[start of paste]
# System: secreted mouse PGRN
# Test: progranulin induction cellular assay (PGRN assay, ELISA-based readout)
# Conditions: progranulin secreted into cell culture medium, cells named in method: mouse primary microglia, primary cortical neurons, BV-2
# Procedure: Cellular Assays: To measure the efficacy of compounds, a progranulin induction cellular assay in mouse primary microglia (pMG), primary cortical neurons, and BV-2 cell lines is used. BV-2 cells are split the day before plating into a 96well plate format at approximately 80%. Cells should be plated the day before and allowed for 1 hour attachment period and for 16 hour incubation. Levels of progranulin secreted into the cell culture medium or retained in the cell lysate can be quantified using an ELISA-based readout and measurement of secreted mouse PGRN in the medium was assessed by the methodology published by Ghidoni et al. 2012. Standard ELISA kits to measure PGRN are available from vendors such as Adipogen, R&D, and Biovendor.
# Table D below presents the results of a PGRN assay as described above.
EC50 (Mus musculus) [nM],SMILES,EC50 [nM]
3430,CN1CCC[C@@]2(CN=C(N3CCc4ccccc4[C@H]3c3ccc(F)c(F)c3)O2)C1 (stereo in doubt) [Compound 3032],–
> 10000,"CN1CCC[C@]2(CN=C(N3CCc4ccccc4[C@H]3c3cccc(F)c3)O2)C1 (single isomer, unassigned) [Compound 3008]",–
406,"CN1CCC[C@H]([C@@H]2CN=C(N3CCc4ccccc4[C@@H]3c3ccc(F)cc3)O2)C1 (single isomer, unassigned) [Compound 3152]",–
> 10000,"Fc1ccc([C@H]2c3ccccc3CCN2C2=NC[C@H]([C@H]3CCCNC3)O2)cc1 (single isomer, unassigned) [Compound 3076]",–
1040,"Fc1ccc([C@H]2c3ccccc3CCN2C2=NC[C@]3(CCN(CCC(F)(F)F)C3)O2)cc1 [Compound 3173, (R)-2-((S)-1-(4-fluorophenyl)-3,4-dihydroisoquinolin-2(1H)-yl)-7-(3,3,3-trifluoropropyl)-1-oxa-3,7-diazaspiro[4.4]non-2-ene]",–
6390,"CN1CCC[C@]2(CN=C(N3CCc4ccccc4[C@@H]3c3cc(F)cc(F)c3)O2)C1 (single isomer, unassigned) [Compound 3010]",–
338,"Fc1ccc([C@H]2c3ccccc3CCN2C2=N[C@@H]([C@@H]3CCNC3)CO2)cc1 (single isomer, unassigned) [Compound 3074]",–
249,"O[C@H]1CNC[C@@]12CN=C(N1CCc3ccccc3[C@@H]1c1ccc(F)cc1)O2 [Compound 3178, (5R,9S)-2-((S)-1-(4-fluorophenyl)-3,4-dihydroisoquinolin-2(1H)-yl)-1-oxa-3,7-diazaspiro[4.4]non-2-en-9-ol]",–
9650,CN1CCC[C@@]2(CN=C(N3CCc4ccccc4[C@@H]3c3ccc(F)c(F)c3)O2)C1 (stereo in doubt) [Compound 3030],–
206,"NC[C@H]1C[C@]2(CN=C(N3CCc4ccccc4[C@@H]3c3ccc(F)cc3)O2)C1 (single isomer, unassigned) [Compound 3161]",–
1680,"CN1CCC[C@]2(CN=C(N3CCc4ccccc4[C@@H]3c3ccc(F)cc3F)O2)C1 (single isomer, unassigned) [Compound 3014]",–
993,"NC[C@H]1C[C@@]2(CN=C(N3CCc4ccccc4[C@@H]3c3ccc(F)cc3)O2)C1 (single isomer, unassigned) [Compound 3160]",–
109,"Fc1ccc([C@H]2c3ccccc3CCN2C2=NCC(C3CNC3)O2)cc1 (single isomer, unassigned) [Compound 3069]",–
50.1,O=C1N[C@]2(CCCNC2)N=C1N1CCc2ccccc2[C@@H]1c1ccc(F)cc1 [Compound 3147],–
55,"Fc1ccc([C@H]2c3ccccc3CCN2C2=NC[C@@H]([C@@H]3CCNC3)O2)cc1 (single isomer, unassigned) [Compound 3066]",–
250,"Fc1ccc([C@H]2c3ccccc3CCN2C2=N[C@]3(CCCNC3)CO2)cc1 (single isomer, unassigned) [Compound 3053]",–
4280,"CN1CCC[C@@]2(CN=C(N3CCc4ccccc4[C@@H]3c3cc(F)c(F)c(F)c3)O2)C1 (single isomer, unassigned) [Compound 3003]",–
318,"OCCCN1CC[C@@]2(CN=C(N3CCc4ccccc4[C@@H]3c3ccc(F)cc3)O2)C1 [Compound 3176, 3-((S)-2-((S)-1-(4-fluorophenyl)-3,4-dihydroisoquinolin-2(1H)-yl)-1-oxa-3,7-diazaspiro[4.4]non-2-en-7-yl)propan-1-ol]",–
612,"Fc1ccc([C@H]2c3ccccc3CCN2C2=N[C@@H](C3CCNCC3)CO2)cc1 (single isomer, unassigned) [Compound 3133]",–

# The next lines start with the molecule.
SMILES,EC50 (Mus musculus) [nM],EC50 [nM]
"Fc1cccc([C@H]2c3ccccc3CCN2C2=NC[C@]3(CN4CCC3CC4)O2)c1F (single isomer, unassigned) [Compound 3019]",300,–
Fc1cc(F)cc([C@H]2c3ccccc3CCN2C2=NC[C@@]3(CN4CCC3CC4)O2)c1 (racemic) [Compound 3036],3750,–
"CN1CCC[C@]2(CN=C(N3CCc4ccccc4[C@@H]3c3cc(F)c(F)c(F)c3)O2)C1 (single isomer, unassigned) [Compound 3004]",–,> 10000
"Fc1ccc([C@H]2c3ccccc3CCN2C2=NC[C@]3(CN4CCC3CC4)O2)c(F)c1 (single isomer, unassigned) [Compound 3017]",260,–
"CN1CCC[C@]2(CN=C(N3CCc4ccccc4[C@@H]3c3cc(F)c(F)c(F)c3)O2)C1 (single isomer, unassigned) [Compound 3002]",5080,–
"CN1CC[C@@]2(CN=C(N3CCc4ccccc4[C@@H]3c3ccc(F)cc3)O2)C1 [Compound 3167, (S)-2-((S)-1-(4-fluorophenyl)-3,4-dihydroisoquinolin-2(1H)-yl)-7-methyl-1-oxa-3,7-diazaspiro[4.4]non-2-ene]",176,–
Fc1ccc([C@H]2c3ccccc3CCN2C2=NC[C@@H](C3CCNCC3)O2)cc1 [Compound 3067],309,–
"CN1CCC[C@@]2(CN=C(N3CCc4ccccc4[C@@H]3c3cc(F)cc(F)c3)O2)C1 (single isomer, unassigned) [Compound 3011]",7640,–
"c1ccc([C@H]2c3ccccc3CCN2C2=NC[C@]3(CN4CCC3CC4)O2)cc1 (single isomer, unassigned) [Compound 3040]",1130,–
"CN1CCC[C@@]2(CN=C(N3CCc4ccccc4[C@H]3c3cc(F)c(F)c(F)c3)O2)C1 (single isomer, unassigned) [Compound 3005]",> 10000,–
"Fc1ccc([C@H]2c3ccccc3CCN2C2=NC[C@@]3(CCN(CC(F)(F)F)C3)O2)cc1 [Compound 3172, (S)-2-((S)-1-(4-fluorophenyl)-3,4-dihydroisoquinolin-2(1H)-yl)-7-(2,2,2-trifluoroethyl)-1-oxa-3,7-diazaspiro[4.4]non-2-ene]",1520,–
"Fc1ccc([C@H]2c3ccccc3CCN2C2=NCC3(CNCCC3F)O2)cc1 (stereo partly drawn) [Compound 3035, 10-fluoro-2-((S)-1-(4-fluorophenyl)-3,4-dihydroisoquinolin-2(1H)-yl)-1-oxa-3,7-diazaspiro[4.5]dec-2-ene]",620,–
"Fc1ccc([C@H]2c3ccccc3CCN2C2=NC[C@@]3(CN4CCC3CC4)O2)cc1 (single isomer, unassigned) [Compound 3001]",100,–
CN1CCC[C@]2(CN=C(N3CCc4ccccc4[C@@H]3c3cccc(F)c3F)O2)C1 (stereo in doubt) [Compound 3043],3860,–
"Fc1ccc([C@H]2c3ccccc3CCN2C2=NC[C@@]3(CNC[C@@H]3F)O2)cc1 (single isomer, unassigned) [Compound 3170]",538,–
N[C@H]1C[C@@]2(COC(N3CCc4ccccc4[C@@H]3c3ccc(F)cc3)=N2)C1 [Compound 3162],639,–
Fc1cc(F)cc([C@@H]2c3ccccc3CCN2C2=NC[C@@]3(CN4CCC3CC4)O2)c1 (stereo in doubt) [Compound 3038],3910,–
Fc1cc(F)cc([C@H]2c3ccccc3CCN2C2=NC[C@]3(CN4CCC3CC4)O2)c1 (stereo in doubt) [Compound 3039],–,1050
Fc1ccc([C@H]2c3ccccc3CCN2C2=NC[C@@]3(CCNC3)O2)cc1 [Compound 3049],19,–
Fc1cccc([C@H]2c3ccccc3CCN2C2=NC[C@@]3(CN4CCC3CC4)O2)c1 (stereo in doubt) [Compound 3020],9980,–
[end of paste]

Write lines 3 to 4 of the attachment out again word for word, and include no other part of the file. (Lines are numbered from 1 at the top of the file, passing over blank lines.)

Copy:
# Conditions: progranulin secreted into cell culture medium, cells named in method: mouse primary microglia, primary cortical neurons, BV-2
# Procedure: Cellular Assays: To measure the efficacy of compounds, a progranulin induction cellular assay in mouse primary microglia (pMG), primary cortical neurons, and BV-2 cell lines is used. BV-2 cells are split the day before plating into a 96well plate format at approximately 80%. Cells should be plated the day before and allowed for 1 hour attachment period and for 16 hour incubation. Levels of progranulin secreted into the cell culture medium or retained in the cell lysate can be quantified using an ELISA-based readout and measurement of secreted mouse PGRN in the medium was assessed by the methodology published by Ghidoni et al. 2012. Standard ELISA kits to measure PGRN are available from vendors such as Adipogen, R&D, and Biovendor.